Paul Di Filippo Reviews The Paradox Hotel by Rob Hart

The Paradox Hotel, Rob Hart (Ballantine 978-1984820648, hardcover, 336pp, $28.00) February 2022.

A large building full of functionaries employed by a mysterious organization in charge of policing the timestream, and one rebellious individual, subject to ethical and emotional stresses, who threatens to either wreck or save or reform the whole shebang.

No, we’re not going to be talking today about the Disney+ series Loki. I just thought I ...Read More

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Paul Di Filippo Reviews Lord Quillifer by Walter Jon Williams

Lord Quillifer, Walter Jon Williams (Saga ‎ 978-1481490030, trade paperback, 528pp, $18.99) February 2022.

In 2009 my good friend Don D’Ammassa, noted critic, reviewer and fiction writer of long-standing prominence in our field, produced a volume which crystallized my perceptions of a heretofore overlooked or hidden genre. The book in question was the Encyclopedia of Adventure Fiction. In his perceptive introduction, D’Ammassa said in part: “Although there is ...Read More

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Paul Di Filippo Reviews The This by Adam Roberts

The This, Adam Roberts (Gollancz 978-1473230903, hardcover, 304pp, $26.99) May 2022 in US; February 2022 in UK.

One science fiction writer’s utopia is another science fiction writer’s dystopia. In several of Rudy Rucker’s recent books, neural prosthetics allow direct brain-to-brain communications, or telepathy, and the result is to boost humanity to a new era of understanding and grooviness—albeit not without some glitches along the way. In Adam Roberts’s newest, ...Read More

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Paul Di Filippo Reviews The Beholden by Cassandra Rose Clarke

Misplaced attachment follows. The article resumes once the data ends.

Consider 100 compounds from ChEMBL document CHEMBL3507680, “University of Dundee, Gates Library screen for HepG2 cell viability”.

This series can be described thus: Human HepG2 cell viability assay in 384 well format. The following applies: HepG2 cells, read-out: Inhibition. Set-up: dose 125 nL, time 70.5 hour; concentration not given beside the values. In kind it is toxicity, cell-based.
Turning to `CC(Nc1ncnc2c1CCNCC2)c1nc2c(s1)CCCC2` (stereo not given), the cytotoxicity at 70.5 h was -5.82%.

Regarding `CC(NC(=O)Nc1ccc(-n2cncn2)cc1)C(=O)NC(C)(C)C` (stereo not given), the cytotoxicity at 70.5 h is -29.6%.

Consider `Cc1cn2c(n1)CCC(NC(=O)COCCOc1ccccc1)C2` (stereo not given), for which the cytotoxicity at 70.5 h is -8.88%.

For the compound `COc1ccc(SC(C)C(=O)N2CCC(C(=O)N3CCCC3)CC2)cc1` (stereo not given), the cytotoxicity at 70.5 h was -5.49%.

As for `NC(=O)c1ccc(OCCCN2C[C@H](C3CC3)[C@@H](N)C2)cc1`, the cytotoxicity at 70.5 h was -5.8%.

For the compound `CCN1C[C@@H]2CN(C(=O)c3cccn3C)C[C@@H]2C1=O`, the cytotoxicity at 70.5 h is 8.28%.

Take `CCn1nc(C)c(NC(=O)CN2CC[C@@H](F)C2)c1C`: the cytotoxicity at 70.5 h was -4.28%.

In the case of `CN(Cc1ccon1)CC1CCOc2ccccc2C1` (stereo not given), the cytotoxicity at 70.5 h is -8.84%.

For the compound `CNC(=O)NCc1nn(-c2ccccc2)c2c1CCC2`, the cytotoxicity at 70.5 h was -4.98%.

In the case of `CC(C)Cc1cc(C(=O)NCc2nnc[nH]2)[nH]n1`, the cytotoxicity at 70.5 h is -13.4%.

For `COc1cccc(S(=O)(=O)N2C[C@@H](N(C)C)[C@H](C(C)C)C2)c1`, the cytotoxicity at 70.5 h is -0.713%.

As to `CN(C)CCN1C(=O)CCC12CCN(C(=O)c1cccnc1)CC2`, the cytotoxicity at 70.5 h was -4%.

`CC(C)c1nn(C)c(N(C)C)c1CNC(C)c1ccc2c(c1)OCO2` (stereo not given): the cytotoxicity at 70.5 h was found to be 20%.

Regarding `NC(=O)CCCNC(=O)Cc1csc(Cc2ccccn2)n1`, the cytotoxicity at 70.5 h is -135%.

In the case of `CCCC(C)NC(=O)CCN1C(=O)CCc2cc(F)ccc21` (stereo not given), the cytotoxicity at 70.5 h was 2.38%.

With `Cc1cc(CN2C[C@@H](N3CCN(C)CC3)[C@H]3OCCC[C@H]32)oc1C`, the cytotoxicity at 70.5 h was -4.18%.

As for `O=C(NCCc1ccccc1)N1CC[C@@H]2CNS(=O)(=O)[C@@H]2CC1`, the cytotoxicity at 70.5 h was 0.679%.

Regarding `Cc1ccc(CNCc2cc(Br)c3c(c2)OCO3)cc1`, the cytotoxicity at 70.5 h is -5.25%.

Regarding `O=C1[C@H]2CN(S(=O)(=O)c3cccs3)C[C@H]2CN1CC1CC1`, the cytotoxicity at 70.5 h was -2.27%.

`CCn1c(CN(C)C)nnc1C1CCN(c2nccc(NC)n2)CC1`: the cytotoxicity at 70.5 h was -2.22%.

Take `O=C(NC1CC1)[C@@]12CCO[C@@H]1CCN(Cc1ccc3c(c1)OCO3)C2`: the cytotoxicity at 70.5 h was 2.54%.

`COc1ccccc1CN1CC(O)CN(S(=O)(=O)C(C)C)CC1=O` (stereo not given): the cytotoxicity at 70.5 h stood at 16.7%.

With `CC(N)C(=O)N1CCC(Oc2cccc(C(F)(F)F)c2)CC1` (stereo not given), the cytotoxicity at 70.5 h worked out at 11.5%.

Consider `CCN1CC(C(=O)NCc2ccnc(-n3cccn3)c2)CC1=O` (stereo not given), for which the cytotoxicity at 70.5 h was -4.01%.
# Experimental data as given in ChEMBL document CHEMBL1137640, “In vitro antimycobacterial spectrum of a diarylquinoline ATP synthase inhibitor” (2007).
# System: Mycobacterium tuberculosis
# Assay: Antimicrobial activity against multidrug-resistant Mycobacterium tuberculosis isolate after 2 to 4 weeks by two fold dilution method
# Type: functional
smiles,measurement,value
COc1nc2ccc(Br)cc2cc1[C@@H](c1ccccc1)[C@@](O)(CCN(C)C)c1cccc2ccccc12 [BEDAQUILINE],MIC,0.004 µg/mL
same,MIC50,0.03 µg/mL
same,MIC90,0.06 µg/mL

The Beholden, Cassandra Rose Clarke (Erewhon 978-1645660255, trade paperback, 544pp, $19.95) January 2022.

Cassandra Rose Clarke’s fine new fantasy is a superior standalone (with mild climactic hints towards a possible sequel) that hybridizes three or four subgenres to create a uniquely tasty bit of fantastika. First, there’re flavorings of mannerpunk, insofar as the protagonists hail from a society of landed gentry on vast estates, whose members circulate among the ...Read More

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Paul Di Filippo Reviews The Best of Lucius Shepard Volume Two

The Best of Lucius Shepard Volume Two, edited by Bill Sheehan (Subterranean Press 978-1645240358, hardcover, 844pp, $50.00) December 2021.

When Subterranean Press gifted us all with The Best of Lucius Shepard in 2008, the author still walked among us, with some six productive years left in his wide-ranging, extravagant, hectic, and literarily prolific life. (He died in 2014 at the too-young-but-still-amazing-for-his-profligate-ways age of seventy.) One can presume Shepard had ...Read More

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Paul Di Filippo Reviews Michael Bishop’s A Few Last Words for the Late Immortals

A Few Last Words for the Late Immortals, Michael Bishop (Fairwood Press 978-1933846125, trade paperback, 250pp, $17.99) November 2021.

Fairwood Press has become the classy home to many of Michael Bishop’s fine books from his large and exciting backlist. They have now issued a dozen of his titles, all extensively revised by the author. But this latest compilation is something very different, a brand-new assemblage of poetry and flash ...Read More

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Paul Di Filippo Reviews Mike Ashley’s Nature’s Warnings: Classic Stories of Eco-Science Fiction

Nature’s Warnings: Classic Stories of Eco-Science Fiction, edited by Mike Ashley (British Library Publishing ‎ ‎ 978-0712353571, trade paperback, 320pp, $16.95) November 2021.